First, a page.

Show Your AT Pride…By Driving

Tennessee residents may be able to show their Appalachian Trail pride with a special license plate. It seems that an all-important 1000 applicant threshold has been met and the final decision is now up to the state Department of Revenue.

Design by Matt Montgomery and subject to approval from TN DMV

The plates could be available as soon as early November, but if you live in Tennessee, you can apply for yours now and support the Appalachian Trail Conservancy.

The Conservancy will receive $15.56 annually for each AT plate purchased or renewed. They’re also offering a free, one-time annual membership for each plate.

This is a sure-fire fundraising model for a great organization, but does anyone else think it’s odd to show your hiking enthusiasm by driving? Isn’t it kind of like “Love Your Mother Earth” bumper stickers?

2 Comments

  • tom kirchofer

    hi mark
    yes that is pretty ironic. i thru-hiked in 2002; it was a pretty amazing experience in a lot of ways, but the least expected was that I suddenly had very much of a pedestrian’s eye view of a good chunk of america. When you hit a road crossing and needed food, you’d normally stick your thumb out and try to snag a ride. All well and good, but when you got to town, you’d sometimes find yourself wandering the sprawl on foot, in an area made for cars – think about running across 6 lines of traffic to get from a Food Lion to a Wal Mart without a car; not always pretty.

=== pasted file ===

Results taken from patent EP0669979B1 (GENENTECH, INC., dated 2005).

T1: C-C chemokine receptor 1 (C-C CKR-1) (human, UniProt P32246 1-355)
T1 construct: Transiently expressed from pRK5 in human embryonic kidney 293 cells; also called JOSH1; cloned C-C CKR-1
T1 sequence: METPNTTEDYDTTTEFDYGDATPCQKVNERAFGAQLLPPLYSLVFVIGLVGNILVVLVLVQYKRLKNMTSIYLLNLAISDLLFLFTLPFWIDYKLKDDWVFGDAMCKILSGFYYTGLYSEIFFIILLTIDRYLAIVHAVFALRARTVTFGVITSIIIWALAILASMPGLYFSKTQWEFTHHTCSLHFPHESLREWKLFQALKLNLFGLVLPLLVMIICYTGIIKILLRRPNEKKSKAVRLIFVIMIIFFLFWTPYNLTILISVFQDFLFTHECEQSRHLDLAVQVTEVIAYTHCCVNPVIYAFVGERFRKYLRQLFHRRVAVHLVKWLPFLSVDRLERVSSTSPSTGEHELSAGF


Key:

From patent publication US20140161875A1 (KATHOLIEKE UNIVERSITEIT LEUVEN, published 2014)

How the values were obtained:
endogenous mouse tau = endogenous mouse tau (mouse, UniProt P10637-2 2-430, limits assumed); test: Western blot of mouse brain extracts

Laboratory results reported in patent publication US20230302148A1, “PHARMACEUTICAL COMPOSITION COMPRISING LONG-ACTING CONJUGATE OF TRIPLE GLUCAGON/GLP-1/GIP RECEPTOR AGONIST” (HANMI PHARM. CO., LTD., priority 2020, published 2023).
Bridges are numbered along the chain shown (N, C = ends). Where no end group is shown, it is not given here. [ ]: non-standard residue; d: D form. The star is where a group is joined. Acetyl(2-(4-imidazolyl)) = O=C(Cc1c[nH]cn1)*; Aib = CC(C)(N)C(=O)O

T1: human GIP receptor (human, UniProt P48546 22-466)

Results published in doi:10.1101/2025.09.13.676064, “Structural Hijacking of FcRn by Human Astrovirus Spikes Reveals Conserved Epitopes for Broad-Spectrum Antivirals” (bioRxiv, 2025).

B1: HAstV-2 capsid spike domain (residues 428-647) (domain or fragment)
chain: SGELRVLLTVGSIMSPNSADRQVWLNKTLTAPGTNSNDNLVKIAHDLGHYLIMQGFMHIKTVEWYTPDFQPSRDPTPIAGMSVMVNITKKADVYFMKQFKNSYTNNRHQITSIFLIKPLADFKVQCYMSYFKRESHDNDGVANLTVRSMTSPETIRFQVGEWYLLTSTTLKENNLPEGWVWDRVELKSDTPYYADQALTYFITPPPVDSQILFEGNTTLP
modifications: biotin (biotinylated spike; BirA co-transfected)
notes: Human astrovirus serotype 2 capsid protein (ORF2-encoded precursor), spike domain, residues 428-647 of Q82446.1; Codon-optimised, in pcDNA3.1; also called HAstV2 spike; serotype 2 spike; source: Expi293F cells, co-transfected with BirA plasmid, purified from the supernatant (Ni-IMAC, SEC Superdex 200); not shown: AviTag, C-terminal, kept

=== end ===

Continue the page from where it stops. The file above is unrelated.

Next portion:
tk

  • marklynn

    Tom, are you trying to provoke one of my anti-sprawl rants? It’s really troubling how we deserted city planning 60+ years ago. It has had this ripple effect that the original proponents of the suburbs probably never imagined–increased CO2, rampant obesity, and the loss of countryside, which will never be recovered. As much as I adore my homeland, one of the deficits in the Appalachian South is that it has embraced a develop wherever/whenever approach. Outside of designated parks, there are virtually no limits. I think it’s rooted in the region’s independent, hard scrabble, make your own future, pseudo-libertarian ethic. Sometimes it serves us well. In this case, I think it bites us in the butt.

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